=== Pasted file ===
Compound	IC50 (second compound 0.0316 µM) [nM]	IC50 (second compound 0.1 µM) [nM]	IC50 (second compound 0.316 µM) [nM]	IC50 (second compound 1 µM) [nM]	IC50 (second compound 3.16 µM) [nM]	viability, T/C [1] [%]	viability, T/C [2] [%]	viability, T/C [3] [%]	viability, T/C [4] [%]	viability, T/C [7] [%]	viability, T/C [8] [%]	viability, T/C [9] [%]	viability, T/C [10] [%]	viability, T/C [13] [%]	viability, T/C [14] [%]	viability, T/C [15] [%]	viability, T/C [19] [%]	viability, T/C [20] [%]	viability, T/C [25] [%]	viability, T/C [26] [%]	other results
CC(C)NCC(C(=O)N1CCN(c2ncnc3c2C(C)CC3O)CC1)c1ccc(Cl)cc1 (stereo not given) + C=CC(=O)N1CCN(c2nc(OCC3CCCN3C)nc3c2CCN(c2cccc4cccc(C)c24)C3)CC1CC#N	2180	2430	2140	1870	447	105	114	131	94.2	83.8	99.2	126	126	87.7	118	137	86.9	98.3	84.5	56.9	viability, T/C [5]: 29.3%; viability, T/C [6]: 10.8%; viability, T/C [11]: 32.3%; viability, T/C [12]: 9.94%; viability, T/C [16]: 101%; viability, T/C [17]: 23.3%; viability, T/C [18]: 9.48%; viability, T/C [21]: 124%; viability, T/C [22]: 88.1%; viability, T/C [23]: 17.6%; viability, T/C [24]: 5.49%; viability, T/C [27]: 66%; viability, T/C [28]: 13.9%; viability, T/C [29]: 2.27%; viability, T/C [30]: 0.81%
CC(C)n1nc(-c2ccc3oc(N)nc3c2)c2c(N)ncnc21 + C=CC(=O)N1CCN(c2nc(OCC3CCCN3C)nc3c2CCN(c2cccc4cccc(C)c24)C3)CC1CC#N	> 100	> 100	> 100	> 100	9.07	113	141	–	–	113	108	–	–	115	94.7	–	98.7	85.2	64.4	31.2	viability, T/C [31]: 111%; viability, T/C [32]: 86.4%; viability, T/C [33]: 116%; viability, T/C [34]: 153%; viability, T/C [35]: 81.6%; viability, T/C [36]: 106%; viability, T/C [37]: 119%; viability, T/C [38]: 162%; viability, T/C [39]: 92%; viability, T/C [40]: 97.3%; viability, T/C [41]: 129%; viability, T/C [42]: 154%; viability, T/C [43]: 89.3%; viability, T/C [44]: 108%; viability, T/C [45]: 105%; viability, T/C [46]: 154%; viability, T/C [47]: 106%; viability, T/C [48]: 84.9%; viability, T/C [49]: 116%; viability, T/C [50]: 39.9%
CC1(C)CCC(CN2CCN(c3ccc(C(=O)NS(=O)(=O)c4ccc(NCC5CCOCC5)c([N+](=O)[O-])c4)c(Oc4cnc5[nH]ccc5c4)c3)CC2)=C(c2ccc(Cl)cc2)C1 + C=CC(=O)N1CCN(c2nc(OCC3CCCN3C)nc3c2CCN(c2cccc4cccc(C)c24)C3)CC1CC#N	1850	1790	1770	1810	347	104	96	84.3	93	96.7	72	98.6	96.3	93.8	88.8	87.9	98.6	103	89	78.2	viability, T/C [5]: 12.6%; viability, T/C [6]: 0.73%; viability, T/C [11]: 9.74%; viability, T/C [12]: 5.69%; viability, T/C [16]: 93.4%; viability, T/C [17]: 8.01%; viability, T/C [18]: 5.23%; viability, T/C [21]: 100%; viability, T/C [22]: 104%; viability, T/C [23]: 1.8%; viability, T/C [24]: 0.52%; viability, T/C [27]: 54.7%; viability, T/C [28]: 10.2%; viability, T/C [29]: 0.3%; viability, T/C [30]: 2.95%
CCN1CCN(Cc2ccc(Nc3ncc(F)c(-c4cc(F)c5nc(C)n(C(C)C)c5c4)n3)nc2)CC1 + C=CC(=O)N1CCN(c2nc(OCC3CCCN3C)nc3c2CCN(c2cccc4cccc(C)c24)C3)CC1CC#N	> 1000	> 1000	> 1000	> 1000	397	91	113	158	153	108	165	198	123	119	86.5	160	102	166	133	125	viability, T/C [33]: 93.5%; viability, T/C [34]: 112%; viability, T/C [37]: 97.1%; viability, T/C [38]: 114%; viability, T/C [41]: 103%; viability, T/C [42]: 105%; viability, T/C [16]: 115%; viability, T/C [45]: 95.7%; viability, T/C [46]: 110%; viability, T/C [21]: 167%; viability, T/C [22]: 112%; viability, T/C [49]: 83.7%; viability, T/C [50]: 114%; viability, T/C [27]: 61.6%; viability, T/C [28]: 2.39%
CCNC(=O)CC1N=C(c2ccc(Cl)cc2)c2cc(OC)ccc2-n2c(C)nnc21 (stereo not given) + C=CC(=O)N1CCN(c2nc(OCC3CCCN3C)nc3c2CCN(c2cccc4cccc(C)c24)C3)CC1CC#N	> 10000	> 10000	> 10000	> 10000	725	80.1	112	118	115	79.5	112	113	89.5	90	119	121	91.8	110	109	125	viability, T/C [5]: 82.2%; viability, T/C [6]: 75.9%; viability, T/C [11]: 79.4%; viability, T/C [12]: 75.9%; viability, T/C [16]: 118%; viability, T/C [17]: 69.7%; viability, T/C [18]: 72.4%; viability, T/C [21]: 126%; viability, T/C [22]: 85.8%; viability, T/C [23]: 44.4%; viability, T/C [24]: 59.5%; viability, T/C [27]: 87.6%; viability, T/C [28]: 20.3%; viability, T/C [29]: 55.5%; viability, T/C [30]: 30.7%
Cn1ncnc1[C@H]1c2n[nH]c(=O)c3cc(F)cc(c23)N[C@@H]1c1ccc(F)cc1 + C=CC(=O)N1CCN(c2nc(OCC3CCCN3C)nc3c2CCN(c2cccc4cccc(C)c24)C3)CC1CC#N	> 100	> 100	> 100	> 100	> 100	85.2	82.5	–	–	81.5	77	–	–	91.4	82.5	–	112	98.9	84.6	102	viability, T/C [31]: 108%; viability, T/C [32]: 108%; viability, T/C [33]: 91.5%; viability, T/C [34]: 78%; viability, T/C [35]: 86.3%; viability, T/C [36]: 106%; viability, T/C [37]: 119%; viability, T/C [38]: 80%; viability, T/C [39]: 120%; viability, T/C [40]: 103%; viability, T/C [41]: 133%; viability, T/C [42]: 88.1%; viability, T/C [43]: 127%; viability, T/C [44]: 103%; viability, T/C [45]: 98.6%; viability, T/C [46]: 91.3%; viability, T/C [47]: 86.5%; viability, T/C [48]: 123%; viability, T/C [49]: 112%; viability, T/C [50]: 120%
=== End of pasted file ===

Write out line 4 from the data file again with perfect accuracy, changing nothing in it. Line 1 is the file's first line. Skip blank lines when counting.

CC1(C)CCC(CN2CCN(c3ccc(C(=O)NS(=O)(=O)c4ccc(NCC5CCOCC5)c([N+](=O)[O-])c4)c(Oc4cnc5[nH]ccc5c4)c3)CC2)=C(c2ccc(Cl)cc2)C1 + C=CC(=O)N1CCN(c2nc(OCC3CCCN3C)nc3c2CCN(c2cccc4cccc(C)c24)C3)CC1CC#N	1850	1790	1770	1810	347	104	96	84.3	93	96.7	72	98.6	96.3	93.8	88.8	87.9	98.6	103	89	78.2	viability, T/C [5]: 12.6%; viability, T/C [6]: 0.73%; viability, T/C [11]: 9.74%; viability, T/C [12]: 5.69%; viability, T/C [16]: 93.4%; viability, T/C [17]: 8.01%; viability, T/C [18]: 5.23%; viability, T/C [21]: 100%; viability, T/C [22]: 104%; viability, T/C [23]: 1.8%; viability, T/C [24]: 0.52%; viability, T/C [27]: 54.7%; viability, T/C [28]: 10.2%; viability, T/C [29]: 0.3%; viability, T/C [30]: 2.95%